(Reuters) - The African Development Bank (AfDB) has cut the expected economic growth rate for Kenya in 2011 to 3.5-4.5 percent from an earlier forecast of 4.5-5 percent due to high inflation and a volatile exchange rate, the bank's country economist for Kenya said on Friday.
The shilling has fallen through several record lows against the dollar this year and the AfDB expects it to continue sliding towards the 110 level per dollar, compounding the problem of rampant inflation, which the bank projects will head to 20 percent in October, or December, from 16.67 percent in August, Reuters report said.
"When you have those fundamentals behaving the way they are, then definitely you get a hit on GDP growth," Walter Odero told Reuters.
"The projection which we had at the beginning of the year was to have a growth of 4.5-5 percent, that has since been revised to 3.5-4.5 percent for 2011."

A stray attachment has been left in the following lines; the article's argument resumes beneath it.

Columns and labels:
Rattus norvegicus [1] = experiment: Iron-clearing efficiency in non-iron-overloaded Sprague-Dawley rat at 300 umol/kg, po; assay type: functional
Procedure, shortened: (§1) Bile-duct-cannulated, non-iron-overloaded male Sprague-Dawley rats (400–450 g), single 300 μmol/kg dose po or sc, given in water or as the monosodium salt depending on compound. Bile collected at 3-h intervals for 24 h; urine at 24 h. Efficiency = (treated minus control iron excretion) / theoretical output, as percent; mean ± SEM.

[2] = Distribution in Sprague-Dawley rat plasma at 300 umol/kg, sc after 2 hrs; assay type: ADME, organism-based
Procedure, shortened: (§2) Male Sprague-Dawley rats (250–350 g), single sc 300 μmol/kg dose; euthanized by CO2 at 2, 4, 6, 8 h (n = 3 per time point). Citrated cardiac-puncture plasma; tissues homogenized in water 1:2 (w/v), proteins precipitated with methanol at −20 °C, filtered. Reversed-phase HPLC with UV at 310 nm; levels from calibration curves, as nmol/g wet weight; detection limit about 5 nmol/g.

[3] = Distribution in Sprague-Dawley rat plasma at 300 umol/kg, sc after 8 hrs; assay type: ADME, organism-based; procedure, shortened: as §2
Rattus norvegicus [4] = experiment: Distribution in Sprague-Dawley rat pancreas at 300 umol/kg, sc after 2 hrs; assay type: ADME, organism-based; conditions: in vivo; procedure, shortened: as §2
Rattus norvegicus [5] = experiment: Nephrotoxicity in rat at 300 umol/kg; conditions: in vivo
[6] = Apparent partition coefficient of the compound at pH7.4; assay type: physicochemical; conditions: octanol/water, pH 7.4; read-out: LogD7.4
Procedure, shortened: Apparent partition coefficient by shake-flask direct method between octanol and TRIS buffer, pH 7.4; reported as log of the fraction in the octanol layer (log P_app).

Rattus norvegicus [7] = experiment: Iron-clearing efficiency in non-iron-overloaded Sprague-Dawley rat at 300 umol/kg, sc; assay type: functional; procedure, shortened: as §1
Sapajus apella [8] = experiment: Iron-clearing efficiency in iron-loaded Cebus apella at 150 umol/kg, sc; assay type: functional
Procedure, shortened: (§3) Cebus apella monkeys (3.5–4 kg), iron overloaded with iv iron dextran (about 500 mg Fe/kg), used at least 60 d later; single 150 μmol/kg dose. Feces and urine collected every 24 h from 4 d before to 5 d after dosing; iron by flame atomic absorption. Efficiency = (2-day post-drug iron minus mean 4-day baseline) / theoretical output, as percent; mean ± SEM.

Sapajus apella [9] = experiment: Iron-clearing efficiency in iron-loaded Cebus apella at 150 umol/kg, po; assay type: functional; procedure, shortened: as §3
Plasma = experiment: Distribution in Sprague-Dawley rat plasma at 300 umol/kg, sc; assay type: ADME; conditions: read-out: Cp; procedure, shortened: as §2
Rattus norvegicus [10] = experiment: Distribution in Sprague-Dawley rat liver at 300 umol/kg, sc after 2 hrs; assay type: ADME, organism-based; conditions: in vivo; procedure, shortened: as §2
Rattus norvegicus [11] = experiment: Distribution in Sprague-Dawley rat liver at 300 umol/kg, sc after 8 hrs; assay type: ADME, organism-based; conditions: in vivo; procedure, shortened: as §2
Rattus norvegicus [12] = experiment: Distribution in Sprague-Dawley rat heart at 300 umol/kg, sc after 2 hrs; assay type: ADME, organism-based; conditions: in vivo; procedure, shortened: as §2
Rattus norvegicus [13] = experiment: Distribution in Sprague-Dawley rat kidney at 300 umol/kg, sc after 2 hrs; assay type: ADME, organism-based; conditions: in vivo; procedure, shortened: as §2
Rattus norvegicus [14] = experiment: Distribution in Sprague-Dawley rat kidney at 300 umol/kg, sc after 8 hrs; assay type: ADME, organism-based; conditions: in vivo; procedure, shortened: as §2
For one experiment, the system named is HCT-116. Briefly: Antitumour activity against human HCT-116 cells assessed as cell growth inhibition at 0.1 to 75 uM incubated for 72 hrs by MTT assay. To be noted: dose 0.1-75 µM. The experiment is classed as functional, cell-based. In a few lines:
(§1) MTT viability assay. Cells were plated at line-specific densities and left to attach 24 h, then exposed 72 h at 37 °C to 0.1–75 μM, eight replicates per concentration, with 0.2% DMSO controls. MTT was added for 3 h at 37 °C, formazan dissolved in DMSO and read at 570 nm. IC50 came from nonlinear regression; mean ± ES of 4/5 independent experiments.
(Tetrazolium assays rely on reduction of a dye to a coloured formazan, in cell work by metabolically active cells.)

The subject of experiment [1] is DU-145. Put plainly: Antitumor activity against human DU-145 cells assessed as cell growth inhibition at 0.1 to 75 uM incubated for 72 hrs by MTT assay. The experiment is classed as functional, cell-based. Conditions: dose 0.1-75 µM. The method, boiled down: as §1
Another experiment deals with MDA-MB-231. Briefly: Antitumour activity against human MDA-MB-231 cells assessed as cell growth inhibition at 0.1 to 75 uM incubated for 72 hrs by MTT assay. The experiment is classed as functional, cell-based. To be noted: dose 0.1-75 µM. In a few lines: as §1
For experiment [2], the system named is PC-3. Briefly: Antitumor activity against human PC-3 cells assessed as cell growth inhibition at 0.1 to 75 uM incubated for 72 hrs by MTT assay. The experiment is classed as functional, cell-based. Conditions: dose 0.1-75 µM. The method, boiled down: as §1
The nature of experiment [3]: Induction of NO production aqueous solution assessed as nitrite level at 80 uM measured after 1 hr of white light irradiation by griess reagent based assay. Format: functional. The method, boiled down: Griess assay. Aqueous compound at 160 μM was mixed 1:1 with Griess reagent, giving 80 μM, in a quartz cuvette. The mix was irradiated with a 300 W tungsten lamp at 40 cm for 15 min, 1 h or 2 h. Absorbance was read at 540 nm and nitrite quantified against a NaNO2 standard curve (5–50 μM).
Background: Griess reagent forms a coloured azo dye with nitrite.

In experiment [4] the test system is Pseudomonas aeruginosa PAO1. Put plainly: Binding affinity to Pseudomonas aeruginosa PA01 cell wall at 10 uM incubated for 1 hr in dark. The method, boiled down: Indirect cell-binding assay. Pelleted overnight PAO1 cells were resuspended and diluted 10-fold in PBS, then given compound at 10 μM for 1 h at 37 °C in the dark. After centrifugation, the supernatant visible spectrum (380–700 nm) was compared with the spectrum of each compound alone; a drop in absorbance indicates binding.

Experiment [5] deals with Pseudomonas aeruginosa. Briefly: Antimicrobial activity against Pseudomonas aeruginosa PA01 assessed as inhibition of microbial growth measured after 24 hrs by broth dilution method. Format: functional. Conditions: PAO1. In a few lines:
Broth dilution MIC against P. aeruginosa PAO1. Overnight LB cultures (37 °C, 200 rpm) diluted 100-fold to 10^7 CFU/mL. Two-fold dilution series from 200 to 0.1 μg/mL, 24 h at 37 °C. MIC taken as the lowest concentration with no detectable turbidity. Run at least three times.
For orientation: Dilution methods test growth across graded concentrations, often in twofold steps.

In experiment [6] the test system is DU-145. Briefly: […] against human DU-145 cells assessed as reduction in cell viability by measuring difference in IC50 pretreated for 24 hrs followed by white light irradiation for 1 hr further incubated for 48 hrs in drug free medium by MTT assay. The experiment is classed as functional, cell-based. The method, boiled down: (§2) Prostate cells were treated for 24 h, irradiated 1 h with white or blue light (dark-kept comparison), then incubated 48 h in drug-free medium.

Odero said the central bank had failed to respond quickly to the volatility in the exchange rate, adding that policymakers have to raise the Central Bank Raate (CBR) aggressively.
"Reaction from the central bank has been slow simply because they believed it was external forces which was hitting the shilling," Odero said.
"But they started reacting when they realised that external forces were not slowing down but internal forces were also coming in, for example, the speculating effects."
The central bank raised its lending rate by an unprecedented 75 basis points to 7.0 percent last week and said it was focusing on fighting inflation, abandoning its much-derided strategy of keeping rates low to protect growth.
"Definitely they will have to (raise rates). Raising it way up to 12 (percent), to me, would still be okay," he said.